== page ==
MIT “failed abysmally” in promptly notifying the community after receiving a false Feb. 23 report of a gunman on campus, MIT Chief of Police John DiFava said at the last faculty meeting, following an internal review of the events on the day of the scare. But the police response on the scene was “superb,” DiFava said.
Cambridge Police received the hoaxer’s tip at 7:28 a.m. and tweeted a warning at 7:35 a.m., but MIT’s emergency website was not updated until 8:47 a.m. Several text messages and emails were sent out in the hour following that update. According to DiFava, MIT Police is working on several steps to remedy inefficiencies in the notification system.
Yet at 7:30 a.m., “upwards of 16 police officers” from MIT and Cambridge were already at 77 Mass. Ave. They proceeded to lock down the Main Group buildings, searching room to room in groups of four, each group with at least one MIT officer familiar with the campus, according to DiFava. Their performance “vindicated all of our efforts to train our officers.”
DiFava said that police response times to school “gunman situations” in the past 15 years, including the Columbine High School and Sandy Hook Elementary School tragedies, have been much slower than the “incredibly significant” two-minute response from MIT and Cambridge, though there were multiple casualties at both Columbine and Sandy Hook before police learned of the shooters.
He also said that training since Columbine has influenced police responses. Officers then were told to “set up a perimeter” and “don’t let anybody in or out — wait for tactical units to arrive.” The respondents on Feb. 23 were instead trained to move in immediately.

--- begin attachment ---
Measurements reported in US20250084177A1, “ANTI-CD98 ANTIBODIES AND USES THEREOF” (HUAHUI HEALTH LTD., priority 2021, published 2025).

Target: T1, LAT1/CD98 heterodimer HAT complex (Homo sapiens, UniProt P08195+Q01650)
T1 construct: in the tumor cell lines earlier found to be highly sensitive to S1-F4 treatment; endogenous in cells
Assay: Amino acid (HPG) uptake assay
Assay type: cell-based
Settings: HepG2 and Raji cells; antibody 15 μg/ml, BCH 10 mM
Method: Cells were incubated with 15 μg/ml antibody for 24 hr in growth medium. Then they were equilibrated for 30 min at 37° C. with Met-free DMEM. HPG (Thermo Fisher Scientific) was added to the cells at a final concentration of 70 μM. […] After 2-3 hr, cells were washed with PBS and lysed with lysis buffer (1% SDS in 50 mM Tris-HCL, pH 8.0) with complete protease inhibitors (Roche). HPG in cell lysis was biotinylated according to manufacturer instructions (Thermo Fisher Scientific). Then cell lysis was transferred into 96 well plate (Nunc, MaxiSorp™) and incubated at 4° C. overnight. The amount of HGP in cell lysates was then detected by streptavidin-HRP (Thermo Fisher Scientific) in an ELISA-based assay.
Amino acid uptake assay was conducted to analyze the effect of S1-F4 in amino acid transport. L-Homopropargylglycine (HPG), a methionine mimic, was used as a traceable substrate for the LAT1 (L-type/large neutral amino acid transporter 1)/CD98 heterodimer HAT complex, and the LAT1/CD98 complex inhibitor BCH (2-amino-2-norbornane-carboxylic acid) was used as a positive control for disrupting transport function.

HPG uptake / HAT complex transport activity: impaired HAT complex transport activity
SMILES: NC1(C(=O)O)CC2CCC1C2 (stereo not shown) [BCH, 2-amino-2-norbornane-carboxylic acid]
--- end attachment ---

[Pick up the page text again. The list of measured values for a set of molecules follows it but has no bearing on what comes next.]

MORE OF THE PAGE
But, DiFava said, the combination of this “tunnel vision” and an imperfect infrastructure meant that neither DiFava himself nor the larger MIT community was aware of the situation as the officers began to secure the Main Group. It took 49 minutes for word to start moving up the chain of command. After DiFava got the call, it was another 14 minutes before MIT’s alert was out, he said.
Now MIT Police has installed a button that a sergeant can press to immediately send out a emergency alert — albeit a “very generic message” that “something is happening” — and set up a bridge phone call to bring all the information together, according to DiFava.
In the wake of the Feb. 23 events, MIT Police is also looking into training officers to feed information to superiors as emergency situations develop, though DiFava stressed that no set of instructions would be appropriate for all cases.
There was also discussion at the faculty meeting about making MIT Alert text messages and emails opt-out rather than opt-in.
Biology department head Tania Baker expressed concerns that not everyone in the MIT community, especially those with joint affiliations with the Broad Institute or the Whitehead Institute for example, were kept in the loop. DiFava acknowledged the difficulty of reaching everyone who could potentially be affected by an emergency.
“We’ve identified about 120 departmental labs and centers. We’re going to ask that they set up emergency coordinators and plans,” he said. MIT Police will supply templates to these coordinators.
DiFava also hoped to have an additional supervisor in the office at all times to send out notifications and assist the desk officer, who on the morning of Feb. 23 had to answer hundreds of phone calls alone.
More resources in general would be helpful, DiFava suggested, noting that since MIT Police is the only 24/7 operation on campus, it has to handle minor mishaps that don’t pose a threat to public safety.
“If you get stuck in a garage, you call the Police Department. We need to get away from that,” he said.
The false report of the gunman was sent to the Cambridge Police Department using an Internet relay service typically used by people with hearing or speech impairments. According to MIT treasurer and executive vice president Israel Ruiz SM ’01, the caller said the gunman intended to retaliate against MIT for the death of Internet activist Aaron Swartz.